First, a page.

Chloromethyltriphenylphosphonium Chloride1

[5293-84-5]  · C19H17Cl2P  · Chloromethyltriphenylphosphonium Chloride  · (MW 347.22)

(precursor to the chloro-substituted ylide for Wittig reactions with aldehydes and ketones to form 1-chloroalkenes and, after elimination of HCl, terminal alkynes)

Physical Data: mp 260 °C.

Solubility: suspensions in most organic solvents can be treated with base to form the soluble phosphorus ylide.

Form Supplied in: white powder, available commercially (chloride or iodide salt) or synthetically from Triphenylphosphine and Chloroiodomethane.2

Handling, Storage, and Precautions: for best results the anhydrous salt should be used. The ylide, formed from the salt and strong base, will react with air, water, or other acidic protons.

Preparation of the Ylide and Stereoselectivity.

The Wittig reaction of chloromethylenetriphenylphosphorane forms chloroalkenes from carbonyl compounds with complete regioselectivity. The ylide is prepared by treating a suspension of dry phosphonium salt under N2 with a strong base. n-Butyllithium has often been used, but the chloroalkene products are usually obtained as (E)/(Z) mixtures,3,4 and side reactions have occasionally been reported.2,3 Better results are obtained with bases such as Potassium Hexamethyldisilazide,5 Potassium t-Butoxide,2 or Sodium Amide.6 Although stereoselectivity for this ylide is often low (even in the absence of Li cation),2 several (E)- or (Z)-selective reactions have been reported. Reaction of the chloro-substituted ylide, prepared from KHMDS in toluene, with an a-keto amino acid derivative (eq 1) gave an 85:15 (Z)/(E) ratio of chloroalkenes in 85% yield.5

High (E) selectivity was obtained in the reaction of this ylide (generated from the salt and t-BuOK in t-butanol) with benzaldehyde. A 1:1 mixture of chlorostyrenes was formed at rt, but 100% (E)-alkene was produced after refluxing the reaction for 4 h (eq 2).2

Synthesis of Alkynes.

Synthetically, the most common use for the chloroalkene products is the preparation of alkynes. Dehydrohalogenation of the vinyl chlorides with an excess of strong base (n-Butyllithium or Lithium Diisopropylamide) gives terminal alkynes in good yield. This methodology has been used in the synthesis of alkynyl steroids (eq 3)7 and carbohydrate derivatives (eq 4).8 The transformation of RCHO to RC&tbond;CH has also been performed in the synthesis of lycopene isomers,9 and derivatives of vitamin D10 and retinal.11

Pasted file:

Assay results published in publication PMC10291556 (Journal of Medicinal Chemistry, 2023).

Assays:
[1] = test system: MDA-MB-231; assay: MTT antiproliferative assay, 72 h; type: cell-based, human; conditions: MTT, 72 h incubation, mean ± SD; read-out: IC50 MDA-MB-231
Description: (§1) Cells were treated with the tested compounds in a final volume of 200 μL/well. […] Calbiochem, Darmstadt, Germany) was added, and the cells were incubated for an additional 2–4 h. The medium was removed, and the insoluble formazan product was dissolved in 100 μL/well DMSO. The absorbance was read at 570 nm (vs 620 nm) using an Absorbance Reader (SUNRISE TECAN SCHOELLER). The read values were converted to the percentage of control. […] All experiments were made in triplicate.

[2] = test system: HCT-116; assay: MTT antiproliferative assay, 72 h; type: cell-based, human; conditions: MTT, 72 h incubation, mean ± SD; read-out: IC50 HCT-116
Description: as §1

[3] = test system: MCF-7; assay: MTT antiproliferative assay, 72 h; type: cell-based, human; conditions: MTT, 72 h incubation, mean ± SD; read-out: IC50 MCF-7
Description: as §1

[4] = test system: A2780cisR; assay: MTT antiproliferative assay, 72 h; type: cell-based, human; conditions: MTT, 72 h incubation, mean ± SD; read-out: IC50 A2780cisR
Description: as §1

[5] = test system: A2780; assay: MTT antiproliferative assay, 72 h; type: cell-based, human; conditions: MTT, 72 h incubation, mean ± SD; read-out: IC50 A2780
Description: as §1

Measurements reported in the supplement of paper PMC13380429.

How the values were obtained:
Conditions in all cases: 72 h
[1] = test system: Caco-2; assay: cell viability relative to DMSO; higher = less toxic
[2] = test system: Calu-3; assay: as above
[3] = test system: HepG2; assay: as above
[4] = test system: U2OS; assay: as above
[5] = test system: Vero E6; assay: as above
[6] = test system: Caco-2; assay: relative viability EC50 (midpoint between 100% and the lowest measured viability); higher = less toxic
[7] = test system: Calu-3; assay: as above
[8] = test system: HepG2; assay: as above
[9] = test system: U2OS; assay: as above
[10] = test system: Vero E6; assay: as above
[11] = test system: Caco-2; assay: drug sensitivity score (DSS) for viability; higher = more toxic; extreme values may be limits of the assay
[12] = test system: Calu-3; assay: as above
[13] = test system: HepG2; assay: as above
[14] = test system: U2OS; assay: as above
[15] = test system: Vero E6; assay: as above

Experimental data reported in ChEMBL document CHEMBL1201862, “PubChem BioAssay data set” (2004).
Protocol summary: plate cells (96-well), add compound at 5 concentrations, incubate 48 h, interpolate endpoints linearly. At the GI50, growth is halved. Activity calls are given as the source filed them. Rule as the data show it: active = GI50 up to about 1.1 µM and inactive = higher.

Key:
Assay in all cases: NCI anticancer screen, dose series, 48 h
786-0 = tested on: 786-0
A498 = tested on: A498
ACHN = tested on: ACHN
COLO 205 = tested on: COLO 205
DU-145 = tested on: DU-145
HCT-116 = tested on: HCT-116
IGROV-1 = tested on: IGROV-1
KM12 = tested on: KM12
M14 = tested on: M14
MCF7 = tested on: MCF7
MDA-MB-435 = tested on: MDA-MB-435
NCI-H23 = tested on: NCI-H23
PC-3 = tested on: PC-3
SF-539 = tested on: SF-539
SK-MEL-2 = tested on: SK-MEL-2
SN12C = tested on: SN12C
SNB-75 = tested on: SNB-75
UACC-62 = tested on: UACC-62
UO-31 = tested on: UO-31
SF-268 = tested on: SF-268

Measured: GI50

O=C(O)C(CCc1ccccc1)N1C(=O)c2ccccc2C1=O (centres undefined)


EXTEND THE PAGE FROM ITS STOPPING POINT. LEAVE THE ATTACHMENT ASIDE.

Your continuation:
A useful alternative to the Wittig reaction for vinyl halide synthesis is the Chromium(II) Chloride mediated reaction of an aldehyde and chloroform.12 The organochromium intermediate forms 1-chloroalkenes from aliphatic and aromatic aldehydes with high (E) selectivity in yields of 55-75%. The procedure, however, requires 6 equiv of the expensive chromium reagent. Other alkene-forming reactions, such as the Peterson alkenation13 and the Tebbe reaction,14 are not useful for the preparation of vinyl chlorides.

1. (a) Vedejs, E.; Peterson, M. J. Top. Stereochem. 1994, 21, 1. (b) Maryanoff, B. E.; Reitz, A. B. CRV 1989, 89, 863. (c) McEwen, W. E.; Beaver, B. D.; Cooney, J. V. PS 1985, 25, 255. (d) Bestmann, H. J. PAC 1980, 52, 771. (e) Gosney, I.; Rowley, A. G. In Organophosphorus Reagents in Organic Synthesis; Cadogan, J. I. G., Ed.; Academic: New York, 1979; pp 17-153. (f) Schlosser, M. Top. Stereochem. 1970, 5, 1. (g) Johnson, A. W. Ylide Chemistry; Academic: New York, 1966. (h) Maercker, A. OR 1965, 14, 270.
2. (a) Miyano, S.; Izumi, Y.; Fujii, K.; Ohno, Y.; Hashimoto, H. BCJ 1979, 52, 1197. (b) Miyano, S.; Izumi, Y.; Hashimoto, H. CC 1978, 446.
3. (a) Wittig, G.; Schlosser, M. CB 1961, 94, 1373. (b) Köbrich, G.; Trapp, H.; Flory, K.; Drischel, W. CB 1966, 99, 689.
4. Dolbier, W. R., Jr.; Chen, Y. JOC 1992, 57, 1947.
5. O'Donnell, M. J.; Arasappan, A.; Hornback, W. J.; Huffman, J. C. TL 1990, 31, 157.
6. Schlosser, M.; Schaub, B. C 1982, 36, 396.
7. (a) Frye, L. L.; Robinson, C. H. JOC 1990, 55, 1579. (b) Ekhato, I. V.; Robinson, C. H. JOC 1989, 54, 1327. (c) See also Holbert, G. W.; Johnston, J. O.; Metcalf, B. W. TL 1985, 26, 1137.
8. (a) Rochigneux, I.; Fontanel, M. L.; Malanda, J. C.; Doutheau, A. TL 1991, 32, 2017. (b) Mella, M.; Panza, L.; Ronchetti, F.; Toma, L. T 1988, 44, 1673.
9. Hengartner, U.; Bernhard, K.; Meyer, K.; Englert, G.; Glinz, E. HCA 1992, 75, 1848.
10. Hatakeyama, S.; Numata, H.; Osanai, K.; Takano, S. CC 1989, 1893.
11. (a) Baumeler, A.; Brade, W.; Haag, A.; Eugster, C. H. HCA 1990, 73, 700. (b) Hanzawa, Y.; Yamada, A.; Kobayashi, Y. TL 1985, 26, 2881.
12. Takai, K.; Nitta, K.; Utimoto, K. JACS 1986, 108, 7408.
13. Burford, C.; Cooke, F.; Roy, G.; Magnus, P. T 1983, 39, 867.
14. Pine, S. H. OR 1993, 43, 1.

Charles F. Marth

Nalco Chemical Company, Naperville, IL, USA

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